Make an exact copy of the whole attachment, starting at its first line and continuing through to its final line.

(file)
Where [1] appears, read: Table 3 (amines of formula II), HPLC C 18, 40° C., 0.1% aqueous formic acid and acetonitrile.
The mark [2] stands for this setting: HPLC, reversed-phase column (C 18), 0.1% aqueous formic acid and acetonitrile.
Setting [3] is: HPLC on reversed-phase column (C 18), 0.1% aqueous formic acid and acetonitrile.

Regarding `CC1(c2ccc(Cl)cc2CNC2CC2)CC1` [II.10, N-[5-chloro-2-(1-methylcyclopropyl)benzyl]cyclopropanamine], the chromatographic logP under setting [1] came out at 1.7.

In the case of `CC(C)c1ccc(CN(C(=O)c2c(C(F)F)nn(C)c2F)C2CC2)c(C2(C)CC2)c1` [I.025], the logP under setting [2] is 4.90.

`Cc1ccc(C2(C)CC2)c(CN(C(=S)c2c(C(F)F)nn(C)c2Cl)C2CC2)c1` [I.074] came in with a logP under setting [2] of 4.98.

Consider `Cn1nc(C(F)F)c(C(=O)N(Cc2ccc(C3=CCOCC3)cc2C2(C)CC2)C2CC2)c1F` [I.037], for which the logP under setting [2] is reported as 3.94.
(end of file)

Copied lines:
Where [1] appears, read: Table 3 (amines of formula II), HPLC C 18, 40° C., 0.1% aqueous formic acid and acetonitrile.
The mark [2] stands for this setting: HPLC, reversed-phase column (C 18), 0.1% aqueous formic acid and acetonitrile.
Setting [3] is: HPLC on reversed-phase column (C 18), 0.1% aqueous formic acid and acetonitrile.

Regarding `CC1(c2ccc(Cl)cc2CNC2CC2)CC1` [II.10, N-[5-chloro-2-(1-methylcyclopropyl)benzyl]cyclopropanamine], the chromatographic logP under setting [1] came out at 1.7.

In the case of `CC(C)c1ccc(CN(C(=O)c2c(C(F)F)nn(C)c2F)C2CC2)c(C2(C)CC2)c1` [I.025], the logP under setting [2] is 4.90.

`Cc1ccc(C2(C)CC2)c(CN(C(=S)c2c(C(F)F)nn(C)c2Cl)C2CC2)c1` [I.074] came in with a logP under setting [2] of 4.98.

Consider `Cn1nc(C(F)F)c(C(=O)N(Cc2ccc(C3=CCOCC3)cc2C2(C)CC2)C2CC2)c1F` [I.037], for which the logP under setting [2] is reported as 3.94.